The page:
Dayton, GOP Senators Differ on Vikings Stadium, But Want to Cut Permitting TimeMinnesota Democratic Gov.-elect Mark Dayton and Republican Senate leaders agree on the need to the time it takes for businesses and farmers to get state permits, but differ on building a new Vikings football stadium.
By: Don Davis, State Capitol Bureau / Forum Communications
ST. PAUL -- Minnesota Democratic Gov.-elect Mark Dayton and Republican Senate leaders agree on the need to the time it takes for businesses and farmers to get state permits, but differ on building a new Vikings football stadium.
A rare, if not unique, meeting with the two top GOP senators and Dayton was more of a get-to-know-you session than one where deals were made.
"A very helpful meeting," incoming Senate Majority Leader Amy Koch of Buffalo called the Thursday gathering in her Capitol office. "It was at 30,000 feet."
Without discussing specifics, they agreed to work together to reduce the time it takes farmers and businesses to get state permits, such as the Pollution Control Agency issues before many major projects can proceed.
Most of the meeting was about jobs and just getting to know each other before the Jan. 4 legislative session start, but Dayton and the Senate leaders, along with Lt. Gov.-elect Yvonne Prettner Solon, discussed a new stadium for a minute and a half.
"The photo on YouTube is dramatic," incoming Assistant Senate Majority Leader Geoff Michel of Edina said of the Metrodome roof collapse, but less dramatic than the deflated economy.
"We love our Vikings, but first things first," Michel said, emphasizing the need to create jobs.
Sen. Julie Rosen, R-Fairmont, with the possible help of Sen. Tom Bakk, DFL-Cook, likely will introduce a stadium bill, funded in part by taxes on things such as sports jerseys.
Michel turned thumbs down to any stadium plan that would use state money.
Dayton repeated what he said during the campaign, that if he was convinced that a new stadium would bring in more money than it took to build, he could support it. In any case, he said, he wants to be involved in a stadium debate early.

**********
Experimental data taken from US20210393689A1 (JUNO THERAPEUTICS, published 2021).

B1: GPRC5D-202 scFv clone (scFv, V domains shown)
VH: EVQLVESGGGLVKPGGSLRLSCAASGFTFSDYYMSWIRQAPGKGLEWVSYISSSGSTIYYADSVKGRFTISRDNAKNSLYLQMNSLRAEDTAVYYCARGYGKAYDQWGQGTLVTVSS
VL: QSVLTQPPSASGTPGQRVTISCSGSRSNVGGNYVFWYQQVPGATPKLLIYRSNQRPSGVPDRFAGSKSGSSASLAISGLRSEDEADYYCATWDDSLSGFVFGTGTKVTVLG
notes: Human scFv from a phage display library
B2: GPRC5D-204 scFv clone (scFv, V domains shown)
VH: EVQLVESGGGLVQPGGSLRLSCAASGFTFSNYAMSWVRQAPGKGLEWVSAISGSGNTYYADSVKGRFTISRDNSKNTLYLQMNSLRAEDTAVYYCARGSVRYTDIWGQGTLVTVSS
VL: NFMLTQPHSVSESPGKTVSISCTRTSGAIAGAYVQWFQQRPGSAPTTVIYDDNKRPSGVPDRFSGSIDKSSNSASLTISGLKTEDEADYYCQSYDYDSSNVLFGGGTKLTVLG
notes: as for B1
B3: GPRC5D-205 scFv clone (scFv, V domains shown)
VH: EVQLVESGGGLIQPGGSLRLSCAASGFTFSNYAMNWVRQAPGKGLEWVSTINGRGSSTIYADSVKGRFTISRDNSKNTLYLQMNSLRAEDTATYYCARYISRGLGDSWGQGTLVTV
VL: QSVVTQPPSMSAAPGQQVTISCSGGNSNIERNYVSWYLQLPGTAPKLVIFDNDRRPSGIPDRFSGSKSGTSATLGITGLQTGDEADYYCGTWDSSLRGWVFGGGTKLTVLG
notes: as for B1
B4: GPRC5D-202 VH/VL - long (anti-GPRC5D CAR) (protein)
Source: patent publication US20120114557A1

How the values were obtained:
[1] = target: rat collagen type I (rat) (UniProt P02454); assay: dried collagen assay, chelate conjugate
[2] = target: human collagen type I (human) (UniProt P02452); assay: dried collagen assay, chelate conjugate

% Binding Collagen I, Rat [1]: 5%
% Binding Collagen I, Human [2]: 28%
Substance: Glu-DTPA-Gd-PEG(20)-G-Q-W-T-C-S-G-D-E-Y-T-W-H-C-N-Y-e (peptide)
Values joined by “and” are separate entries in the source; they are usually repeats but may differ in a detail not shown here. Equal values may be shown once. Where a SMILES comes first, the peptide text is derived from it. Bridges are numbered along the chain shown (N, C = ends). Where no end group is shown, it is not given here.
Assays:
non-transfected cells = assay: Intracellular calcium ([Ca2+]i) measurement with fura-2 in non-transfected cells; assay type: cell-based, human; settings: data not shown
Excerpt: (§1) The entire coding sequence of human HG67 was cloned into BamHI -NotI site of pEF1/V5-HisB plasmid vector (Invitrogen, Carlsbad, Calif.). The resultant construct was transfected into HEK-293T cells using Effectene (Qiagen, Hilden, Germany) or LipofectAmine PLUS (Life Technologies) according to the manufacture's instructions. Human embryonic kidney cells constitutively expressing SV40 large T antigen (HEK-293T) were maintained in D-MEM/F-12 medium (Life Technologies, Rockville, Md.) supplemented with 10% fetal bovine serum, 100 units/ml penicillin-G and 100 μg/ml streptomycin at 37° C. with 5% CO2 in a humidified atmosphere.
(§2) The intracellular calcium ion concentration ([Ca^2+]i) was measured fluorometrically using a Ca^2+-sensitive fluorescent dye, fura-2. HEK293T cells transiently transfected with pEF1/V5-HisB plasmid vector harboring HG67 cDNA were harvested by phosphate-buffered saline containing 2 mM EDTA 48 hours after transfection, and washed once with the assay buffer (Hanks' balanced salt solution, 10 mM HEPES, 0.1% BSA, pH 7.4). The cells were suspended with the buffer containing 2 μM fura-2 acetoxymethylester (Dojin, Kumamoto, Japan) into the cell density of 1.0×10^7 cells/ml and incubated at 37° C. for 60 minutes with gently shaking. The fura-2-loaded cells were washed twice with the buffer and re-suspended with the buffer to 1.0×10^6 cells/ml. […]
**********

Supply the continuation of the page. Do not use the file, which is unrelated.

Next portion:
The Democrat predicted a stadium debate would conclude near the end of the legislative session, in May.
When the dome collapsed Sunday, it underlined the fact that the nearly 30-year-old facility is aging, Dayton said. But, he added, it does not make the need more urgent. The Vikings already said they will not play there after next season.
On another topic, Dayton said it is "totally unacceptable" for the state to take nine months to get involved in an updated federal Medicaid program. That is how long a bureaucrat said it would take if Dayton signs onto the plan soon after he takes office Jan. 3.
Democrats, including Dayton, said the federal health care program will bring more money into the state. Gov. Tim Pawlenty and other Republicans say the program for the poor actually will cost the state.
Usually, meetings of a governor and legislative leaders from the opposite party only happen late in a legislative session. It is rare for them to occur before a session even begins.
Koch and Michel gave Dayton a large container of peanut M&Ms during their private meeting. He carried the bow-topped container of the colorful candy into a post-meeting news conference.
Dayton has a weakness for chocolate, but gave it up during his campaign for governor.
The governor-elect plans to meet with House GOP leaders next week. Republicans will control both the House and Senate next year.